Shape, Persistency, and Age

The shape of the bloodstains may provide important information about the circumstances of a crime. (See fig. 16- 12.) The height from which a drop of blood fell

Figure 16-12.-Bloodstains and splash.

may be determined in many cases, from the appearance of the bloodstain.

If the height of the fall is short-6 to 12 inches-the bloodstains may appear as circular disks on a smooth surface. If the height is from 12 to 60 inches, the edges of the bloodstain maybe jagged. This jaggedness of the edge of the bloodstains increases in direct relation to the height-the greater the height, the more jagged the edges. If a drop falls from a considerable height-2 or 3 yards-it may splash upon impact and form many small bloodstains, generally concentrated around a larger central bloodstain, giving a sunburst appearance.

Drops of blood that strike a surface at an angle may bounce or splash, leaving a large initial teardrop-shaped blot with a series of smaller blots (similar to an exclamation point) trailing off in the direction of fall. Usually the larger splash is made first and the smaller ones afterwards.

Do not make hasty conclusions concerning the direction of travel of the individual from the appearance of the bloodstains. Material upon which the bloodstain rests may alter the original shape of the drop as it strikes, and bodily movement actually may cause blood to fall in the direction opposite that of actual travel of the individual. Shape of bloodstains is also dependent upon the viscosity at the time it drops and the composition of the material it hits.

Occasionally, blood may be identified on a garment that has been washed if the washing is not thorough. If, however, the laundering process is thorough involving the use of soap and hot water, residual bloodstain traces remaining usually cannot be identified as blood. Washing of the hands may fail to remove all traces of blood, especially under fingernails and around cuticles at the base of the nails.

There are no criteria that enable the examiner to judge the age of a bloodstain with any degree of certainty. Clotting time may be altered by many circumstances or influences. Blood usually clots in 10 to 20 minutes. By examining the clot, you maybe able to estimate the time elapsed since the stain was made.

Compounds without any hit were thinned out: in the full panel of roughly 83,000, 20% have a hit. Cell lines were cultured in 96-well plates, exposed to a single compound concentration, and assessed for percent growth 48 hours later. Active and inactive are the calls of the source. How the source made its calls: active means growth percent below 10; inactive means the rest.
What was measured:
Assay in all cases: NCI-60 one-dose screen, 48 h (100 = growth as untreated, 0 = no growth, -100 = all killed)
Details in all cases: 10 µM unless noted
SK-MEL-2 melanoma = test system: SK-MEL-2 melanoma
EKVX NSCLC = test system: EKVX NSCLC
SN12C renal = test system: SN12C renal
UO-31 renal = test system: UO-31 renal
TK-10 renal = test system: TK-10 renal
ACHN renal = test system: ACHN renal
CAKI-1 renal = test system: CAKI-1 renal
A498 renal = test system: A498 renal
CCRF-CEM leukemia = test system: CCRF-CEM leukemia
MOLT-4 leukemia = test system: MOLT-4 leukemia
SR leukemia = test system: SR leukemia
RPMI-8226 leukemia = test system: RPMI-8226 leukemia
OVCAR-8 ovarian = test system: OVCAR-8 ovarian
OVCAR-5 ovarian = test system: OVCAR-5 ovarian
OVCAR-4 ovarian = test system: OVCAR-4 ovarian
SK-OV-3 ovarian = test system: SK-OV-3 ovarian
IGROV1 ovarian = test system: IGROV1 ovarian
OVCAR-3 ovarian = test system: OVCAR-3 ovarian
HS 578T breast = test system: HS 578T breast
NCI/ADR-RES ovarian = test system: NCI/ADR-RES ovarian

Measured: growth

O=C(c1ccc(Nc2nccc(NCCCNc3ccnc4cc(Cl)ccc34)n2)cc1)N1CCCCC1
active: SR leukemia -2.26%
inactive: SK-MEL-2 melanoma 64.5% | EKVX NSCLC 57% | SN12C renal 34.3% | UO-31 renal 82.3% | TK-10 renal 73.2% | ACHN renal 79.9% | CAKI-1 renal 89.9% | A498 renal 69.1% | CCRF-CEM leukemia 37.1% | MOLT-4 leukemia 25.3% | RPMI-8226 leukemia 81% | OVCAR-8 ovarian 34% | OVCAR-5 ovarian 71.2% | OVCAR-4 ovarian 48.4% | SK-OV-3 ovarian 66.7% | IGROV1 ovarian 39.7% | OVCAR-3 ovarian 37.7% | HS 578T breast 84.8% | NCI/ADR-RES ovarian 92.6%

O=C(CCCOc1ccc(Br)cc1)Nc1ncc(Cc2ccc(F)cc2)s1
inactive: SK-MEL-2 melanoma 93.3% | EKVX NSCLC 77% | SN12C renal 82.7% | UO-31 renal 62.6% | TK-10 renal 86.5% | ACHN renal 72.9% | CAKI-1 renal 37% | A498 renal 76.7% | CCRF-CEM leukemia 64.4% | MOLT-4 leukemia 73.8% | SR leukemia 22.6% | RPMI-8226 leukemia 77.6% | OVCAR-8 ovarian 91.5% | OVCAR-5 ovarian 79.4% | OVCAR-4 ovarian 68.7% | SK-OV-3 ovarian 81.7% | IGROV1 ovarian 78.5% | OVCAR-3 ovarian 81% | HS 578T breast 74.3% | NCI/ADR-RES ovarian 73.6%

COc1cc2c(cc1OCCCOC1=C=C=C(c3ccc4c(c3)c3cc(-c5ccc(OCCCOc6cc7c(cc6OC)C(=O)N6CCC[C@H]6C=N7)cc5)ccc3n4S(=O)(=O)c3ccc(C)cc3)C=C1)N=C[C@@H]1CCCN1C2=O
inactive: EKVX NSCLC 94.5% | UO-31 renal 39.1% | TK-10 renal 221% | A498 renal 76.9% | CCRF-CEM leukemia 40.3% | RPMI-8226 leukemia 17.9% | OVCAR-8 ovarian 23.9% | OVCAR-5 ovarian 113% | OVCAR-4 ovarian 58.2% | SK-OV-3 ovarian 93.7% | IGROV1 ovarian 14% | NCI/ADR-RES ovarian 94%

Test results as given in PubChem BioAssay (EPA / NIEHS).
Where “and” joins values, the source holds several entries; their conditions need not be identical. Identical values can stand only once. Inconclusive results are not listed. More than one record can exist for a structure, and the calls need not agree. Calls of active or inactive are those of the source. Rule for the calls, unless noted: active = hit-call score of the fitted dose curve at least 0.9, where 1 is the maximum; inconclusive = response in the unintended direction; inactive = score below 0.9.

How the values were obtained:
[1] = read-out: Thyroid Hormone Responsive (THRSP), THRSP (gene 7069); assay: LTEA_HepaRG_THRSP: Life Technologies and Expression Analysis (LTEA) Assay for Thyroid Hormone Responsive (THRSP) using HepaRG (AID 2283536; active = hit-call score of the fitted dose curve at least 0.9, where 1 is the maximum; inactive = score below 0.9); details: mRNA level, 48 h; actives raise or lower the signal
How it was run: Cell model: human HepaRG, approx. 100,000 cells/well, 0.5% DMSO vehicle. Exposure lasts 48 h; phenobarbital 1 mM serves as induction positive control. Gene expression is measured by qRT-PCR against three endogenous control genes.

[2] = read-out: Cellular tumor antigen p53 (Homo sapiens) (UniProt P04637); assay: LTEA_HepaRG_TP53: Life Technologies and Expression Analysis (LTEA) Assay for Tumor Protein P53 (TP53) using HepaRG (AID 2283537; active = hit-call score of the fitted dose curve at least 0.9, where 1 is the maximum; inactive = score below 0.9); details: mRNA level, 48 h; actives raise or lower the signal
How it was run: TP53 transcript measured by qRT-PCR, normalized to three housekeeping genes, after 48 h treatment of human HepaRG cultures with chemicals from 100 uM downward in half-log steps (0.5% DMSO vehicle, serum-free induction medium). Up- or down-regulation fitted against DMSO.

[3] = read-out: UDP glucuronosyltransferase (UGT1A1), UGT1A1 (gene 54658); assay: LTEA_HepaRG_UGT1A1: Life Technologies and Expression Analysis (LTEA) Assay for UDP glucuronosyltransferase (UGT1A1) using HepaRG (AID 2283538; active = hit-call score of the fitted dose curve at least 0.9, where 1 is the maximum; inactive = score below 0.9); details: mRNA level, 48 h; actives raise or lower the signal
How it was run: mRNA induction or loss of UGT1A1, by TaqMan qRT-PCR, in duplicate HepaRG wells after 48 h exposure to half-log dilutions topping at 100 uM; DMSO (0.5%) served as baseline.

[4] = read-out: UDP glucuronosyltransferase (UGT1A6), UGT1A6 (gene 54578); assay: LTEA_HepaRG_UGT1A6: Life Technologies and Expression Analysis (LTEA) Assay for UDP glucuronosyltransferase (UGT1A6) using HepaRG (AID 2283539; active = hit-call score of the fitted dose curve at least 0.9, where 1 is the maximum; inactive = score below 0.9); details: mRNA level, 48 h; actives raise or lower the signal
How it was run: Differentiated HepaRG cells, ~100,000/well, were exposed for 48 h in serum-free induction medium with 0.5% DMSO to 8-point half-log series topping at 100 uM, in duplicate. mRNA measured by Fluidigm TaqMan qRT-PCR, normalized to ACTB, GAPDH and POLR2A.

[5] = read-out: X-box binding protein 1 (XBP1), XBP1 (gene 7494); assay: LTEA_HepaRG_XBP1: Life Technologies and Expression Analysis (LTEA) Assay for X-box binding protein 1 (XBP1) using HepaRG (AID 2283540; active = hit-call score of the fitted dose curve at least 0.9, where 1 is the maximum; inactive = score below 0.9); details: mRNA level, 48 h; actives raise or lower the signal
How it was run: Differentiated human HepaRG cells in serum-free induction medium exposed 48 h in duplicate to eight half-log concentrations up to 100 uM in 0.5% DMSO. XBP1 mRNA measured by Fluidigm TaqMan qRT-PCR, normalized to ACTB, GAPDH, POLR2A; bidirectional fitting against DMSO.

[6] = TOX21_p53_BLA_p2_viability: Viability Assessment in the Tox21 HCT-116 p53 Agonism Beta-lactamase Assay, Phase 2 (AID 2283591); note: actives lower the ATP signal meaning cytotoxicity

Clotting is more rapid on a rough surface. Oily substances not only may increase the clotting time, but also may alter the appearance of the blood. Even the peculiarities of the blood of an individual may affect the clotting time. A single drop of blood that falls on a dry surface, such as a table or wood floor, usually will dry completely in about an hour at room temperature. Blood that has collected in a pool dries slowly depending upon the size and depth of the pool formed and the temperature and humidity to which it is subjected.


Microscopic examination may sometimes disclose the origin of the blood because of the presence of foreign particles. Mucus or hairs from the nostrils may be found in blood from the nose. Semen and genital hairs maybe found in blood resulting from rape. Certain cells from the vagina may be noted in blood from menstruation.

Although the presence of foreign elements or particles may lead to conclusions as to the place or origin of the bled, their absence does not necessarily disprove the fact that the blood originated in the part of the body from which it was believed to have come.

Role of the Investigator

You must be aware of what can or cannot be accomplished by expert examination of bloodstained evidence. You must realize that the value that may be derived from the examination of such evidence will depend almost entirely upon using proper methods in collecting, identifying, preserving, and transmitting the specimen to a criminal investigation laboratory.

Marking Evidence

Stained evidence that you have found should be immediately marked so you can positively identify it at any subsequent time. If feasible, place your initials directly on the evidence in an inconspicuous place away from the evidence stains.

The marking of initials directly on evidence is applicable not only to clothing, but also to metallic objects such as axes, knives, crowbars, and hammers. An evidence tag should be attached to the evidence for further identification. If the evidence cannot be marked, the identifying data should be noted on the container in which the evidence is placed. Record all details of the marking of evidence in your notes.